Make us your home page
Instagram

Draper Laboratory exec heralds Florida as Tampa Bay labs open early

Len Polizzotto, head of marketing and business development for Draper Laboratory, says its integration into Florida is ahead of schedule, with facilities in Tampa and St. Petersburg holding open houses today. He says Draper specializes in bridging the gap between research, development and implementation in health care.

SKIP O’ROURKE | Times

Len Polizzotto, head of marketing and business development for Draper Laboratory, says its integration into Florida is ahead of schedule, with facilities in Tampa and St. Petersburg holding open houses today. He says Draper specializes in bridging the gap between research, development and implementation in health care.

When Len Polizzotto joined Draper Laboratory in Cambridge, Mass., he asked: "What do you need?" Health care scientists asked for more resources and lab space to accelerate their pursuits. The makers of "multi­chip modules" — complex, miniaturized electronics called nano­technology — wanted more capacity than Draper's Cambridge facility allowed.

"So I said, like Dudley Do-Right, 'I will find you resources and capacity!' " Polizzotto chuckled in an interview last week. He did both when Draper expanded to Florida and claimed two Tampa Bay facilities: one on the University of South Florida campus in Tampa, the other in a St. Petersburg building complete with a "clean room" it bought for electronics manufacturing. Both facilities are ahead of schedule and celebrate open houses today. Now Polizzotto is stepping back from the day-to-day and is prowling to find Draper's next big opportunity — wherever it may be. Here are highlights of the Polizzotto interview:

Remind our readers, Len: What does Draper Lab do?

We help bridge the gap between research, development and implementation. Universities do great research but not much development. We rely on university research and specialize in development. The gap between research and development is called the "valley of death" because so many things die before reaching the other side. We bridge that gap.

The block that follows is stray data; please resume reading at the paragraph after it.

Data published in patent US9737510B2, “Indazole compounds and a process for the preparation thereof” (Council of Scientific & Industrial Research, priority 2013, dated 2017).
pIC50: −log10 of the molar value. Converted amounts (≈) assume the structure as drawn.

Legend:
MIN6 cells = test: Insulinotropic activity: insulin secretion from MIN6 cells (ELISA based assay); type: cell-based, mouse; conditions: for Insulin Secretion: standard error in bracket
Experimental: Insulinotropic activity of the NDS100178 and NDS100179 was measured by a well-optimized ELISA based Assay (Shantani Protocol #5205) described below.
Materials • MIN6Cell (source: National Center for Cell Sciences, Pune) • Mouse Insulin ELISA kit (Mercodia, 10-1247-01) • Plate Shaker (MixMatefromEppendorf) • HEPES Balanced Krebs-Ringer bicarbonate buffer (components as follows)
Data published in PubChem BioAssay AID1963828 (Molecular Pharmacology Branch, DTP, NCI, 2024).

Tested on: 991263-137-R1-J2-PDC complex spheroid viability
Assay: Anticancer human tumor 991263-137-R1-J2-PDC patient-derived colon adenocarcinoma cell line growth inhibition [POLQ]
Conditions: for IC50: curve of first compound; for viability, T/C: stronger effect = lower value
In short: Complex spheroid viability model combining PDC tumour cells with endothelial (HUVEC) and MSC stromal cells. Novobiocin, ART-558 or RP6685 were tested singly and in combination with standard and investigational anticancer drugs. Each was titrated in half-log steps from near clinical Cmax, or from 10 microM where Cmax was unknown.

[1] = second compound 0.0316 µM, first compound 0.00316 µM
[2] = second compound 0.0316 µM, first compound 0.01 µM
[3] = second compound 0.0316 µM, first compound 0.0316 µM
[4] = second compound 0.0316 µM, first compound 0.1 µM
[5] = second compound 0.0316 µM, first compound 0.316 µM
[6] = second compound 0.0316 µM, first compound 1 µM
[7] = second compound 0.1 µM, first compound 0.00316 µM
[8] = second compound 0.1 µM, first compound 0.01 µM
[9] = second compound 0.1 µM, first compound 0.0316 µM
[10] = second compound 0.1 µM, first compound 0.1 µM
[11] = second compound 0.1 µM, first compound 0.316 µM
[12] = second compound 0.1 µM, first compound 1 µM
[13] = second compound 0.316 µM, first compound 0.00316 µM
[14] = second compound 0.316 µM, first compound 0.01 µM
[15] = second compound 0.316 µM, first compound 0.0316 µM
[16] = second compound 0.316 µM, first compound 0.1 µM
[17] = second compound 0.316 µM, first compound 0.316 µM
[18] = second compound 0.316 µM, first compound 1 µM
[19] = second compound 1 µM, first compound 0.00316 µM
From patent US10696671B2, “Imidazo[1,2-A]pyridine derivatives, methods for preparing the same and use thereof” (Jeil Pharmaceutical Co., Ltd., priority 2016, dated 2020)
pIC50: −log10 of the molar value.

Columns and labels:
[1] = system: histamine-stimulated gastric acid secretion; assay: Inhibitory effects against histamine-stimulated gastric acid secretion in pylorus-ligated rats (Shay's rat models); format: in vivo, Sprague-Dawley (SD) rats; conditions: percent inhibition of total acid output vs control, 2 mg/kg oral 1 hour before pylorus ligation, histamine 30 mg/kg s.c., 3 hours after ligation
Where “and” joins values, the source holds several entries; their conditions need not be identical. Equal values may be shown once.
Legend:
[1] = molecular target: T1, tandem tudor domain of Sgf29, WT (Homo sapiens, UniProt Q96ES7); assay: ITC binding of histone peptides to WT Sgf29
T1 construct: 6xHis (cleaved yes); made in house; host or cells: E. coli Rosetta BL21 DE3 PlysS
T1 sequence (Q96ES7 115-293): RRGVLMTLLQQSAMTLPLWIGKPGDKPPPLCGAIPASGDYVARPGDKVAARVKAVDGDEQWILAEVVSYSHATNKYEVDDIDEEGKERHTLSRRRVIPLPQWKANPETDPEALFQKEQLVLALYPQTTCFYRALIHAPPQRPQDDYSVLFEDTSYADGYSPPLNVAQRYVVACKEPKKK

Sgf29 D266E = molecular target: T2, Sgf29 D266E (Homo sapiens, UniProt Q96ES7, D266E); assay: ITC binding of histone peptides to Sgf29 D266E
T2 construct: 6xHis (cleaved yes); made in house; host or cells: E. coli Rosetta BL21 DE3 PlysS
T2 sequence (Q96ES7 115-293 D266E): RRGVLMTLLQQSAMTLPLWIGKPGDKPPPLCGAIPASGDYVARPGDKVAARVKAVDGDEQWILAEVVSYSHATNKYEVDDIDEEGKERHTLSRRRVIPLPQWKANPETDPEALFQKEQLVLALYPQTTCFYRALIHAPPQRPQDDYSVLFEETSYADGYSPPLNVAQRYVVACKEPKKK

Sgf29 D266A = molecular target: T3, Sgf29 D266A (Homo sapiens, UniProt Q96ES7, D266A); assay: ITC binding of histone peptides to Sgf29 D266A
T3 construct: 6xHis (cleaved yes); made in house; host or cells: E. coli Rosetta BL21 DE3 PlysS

Now that Draper Lab's opened two operations in Tampa Bay, what's your take on Florida?

The Tampa Bay area is outstanding for bioengineering. You have the VA hospital, the medical school, Moffitt Cancer Center. Along with Scripps Research, Burnham Institute and Torrey Pines, Florida is becoming a hotbed for biosciences.

Does it matter that Draper is in Tampa Bay, but Scripps, Burnham and other big biotech players are on the other side of the state?

No. What it tells us is the state has the right attitude on how it goes about economic development and establishes an "innovation economy" and a significant bio presence. It was influential.

So you are showcasing two Draper facilities. What's the one on USF's Tampa campus about?

We built out 10,000 square feet and will double that. We have a staff of 10 including biologists and biochemists, double what we expected at this time, and with USF have 15 project proposals.

What's an example?

Draper has expertise in guidance and balance systems. One proposal with the VA involves designing a belt that could help injured or older people to maintain their balance and help prevent them from falling.

You've bought a building in St. Pete for manufacturing "MCMs," or multichip modules. What's the status there?

We are three months ahead of schedule. We have 13 people on site including electrical and mechanical engineers, twice what we planned at this point. We've moved some Draper people from Cambridge down here to instill the Draper culture, but most hires are local. We have not had any trouble finding the caliber of people here we want to hire. In fact, our Cambridge MCM facility reports to the manager of the MCM in St. Pete.